There is a powerful lesson in those words. In our society the word "love" is bantered about far too easily. We "fall in love." But we also "fall out of love." Your boyfriend or girlfriend may say they "love" you today, but that is no guarantee they will "love" you 10 years from now. You see, we have boiled love down to nothing more than a feeling. We often confuse it with infatuation, and once that higher-than-a-kite, giddy-as-a-schoolboy feeling inevitably exits, we too make our way for the exit, right out of the relationship.

The really sad thing is that this is not just true for couples who are dating. It also applies all too often in marriages. People get married because they are in "love," but their definition of love is this fleeting emotional state. They are quick to look for a way out when that feeling subsides and divorce is the inevitable result.

This is not to say you cannot feel a strong emotional attachment to your spouse. Of course you can. But a lasting love is far different from the infatuation on which relationships often begin. Shakespeare depicted this brilliantly in Romeo and Juliet. When Romeo and Juliet first meet, they are like two high school kids passing notes in class. But by the unfortunate end of the play, their relationship has grown to something far deeper.

The Spice Girls picked up on this truth. Don't say that you "love" me. What does that even mean any more? Telling me that you "love" me doesn't provide security. I want a commitment. It will mean far more if you would tell me that you'll "be there." At least that way I'll know that 20 years down the line when I need your shoulder it will be there for me to rest my head.

This is one of the problems I have with people moving in together before marriage. It's an illusion. People behave as if they are really committed to each other, but they cling on to that "escape hatch" just in case they "fall out of love" later on. Marriage is certainly not something to be taken lightly. We have to take the time to really get to know our prospective mate and prayerfully consider the commitment we are undertaking. But once you decide to make that commitment, don't beat around the bush. If you are willing to make the commitment, make it. If not, fess up to your partner and move on. To me moving in together just seems like a cop out.

Once you make a commitment, be true to your word. Don't say you'll "be there" unless you really mean it. But if you say it, do it. When the going gets tough, don't make a break for the exits. Remember your promise to "be there" and honor it. Nowadays, that promise means far more than how we have defined "love." God bless.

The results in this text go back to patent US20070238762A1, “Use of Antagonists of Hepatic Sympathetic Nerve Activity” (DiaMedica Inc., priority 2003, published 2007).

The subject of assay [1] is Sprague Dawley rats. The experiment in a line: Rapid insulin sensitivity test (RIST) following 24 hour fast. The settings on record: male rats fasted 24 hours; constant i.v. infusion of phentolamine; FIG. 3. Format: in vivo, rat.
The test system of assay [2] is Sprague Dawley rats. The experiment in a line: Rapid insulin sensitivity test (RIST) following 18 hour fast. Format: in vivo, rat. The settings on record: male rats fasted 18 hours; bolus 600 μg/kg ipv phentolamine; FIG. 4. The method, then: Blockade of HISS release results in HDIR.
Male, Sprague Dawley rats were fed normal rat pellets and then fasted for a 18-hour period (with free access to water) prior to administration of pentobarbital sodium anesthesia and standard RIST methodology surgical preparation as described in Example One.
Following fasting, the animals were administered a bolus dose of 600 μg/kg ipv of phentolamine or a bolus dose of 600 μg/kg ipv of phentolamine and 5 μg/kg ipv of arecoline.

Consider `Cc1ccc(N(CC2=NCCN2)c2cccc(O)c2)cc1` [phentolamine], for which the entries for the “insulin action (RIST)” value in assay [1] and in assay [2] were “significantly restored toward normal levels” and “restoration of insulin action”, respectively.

Monday, April 13, 2009

How Do You Define Morality?

I’m curious how people out there ontologically define morality. By “ontologically” I mean what morality actually is, not simply how we come to our personal moral beliefs (unless you believe subjective belief is all there is). The latter would be speaking epistemologically, and we all may agree that there are certain cultural influences, etc., that influence what a person comes to morally believe. My question is not about what is believed, but rather what is true.

I had a discussion recently on another board with someone who was basically advancing a similar notion to Sam Harris; i.e., a form of utilitarianism based upon harm. The morally correct action is the one that does the least harm, or in which the harm is most outweighed by the benefit. I pose the classic response to this of a homeless person with no family or friends to speak of, doesn’t have a job, isn’t giving anything to anyone or doing any service for anybody, but he is actually expending resources by way of food, volunteer time, etc. being given to him. Suppose I could euthanize this person painlessly while he slept (unbeknownst to him and without his consent). Should I do it? I believe an argument could be made under utilitarianism that I should.

If someone responds, “But there is great harm in the act of ending his life” I would simply ask, “Why?” At least if you hold to a purely naturalistic framework, I see no difference between killing this man and shooting a deer during hunting season. They are both simply biological machines that result from blind undirected evolution. Why is it acceptable to kill one but not the other? If anything, we could argue that the homeless man is more of a draw against society than the deer, who wanders quietly in the back forests of our country where few humans will ever see him.

Is it because blind evolution has bestowed greater intelligence upon the human? If so, does this mean that people with higher IQs have superior moral rights to those with lower IQs?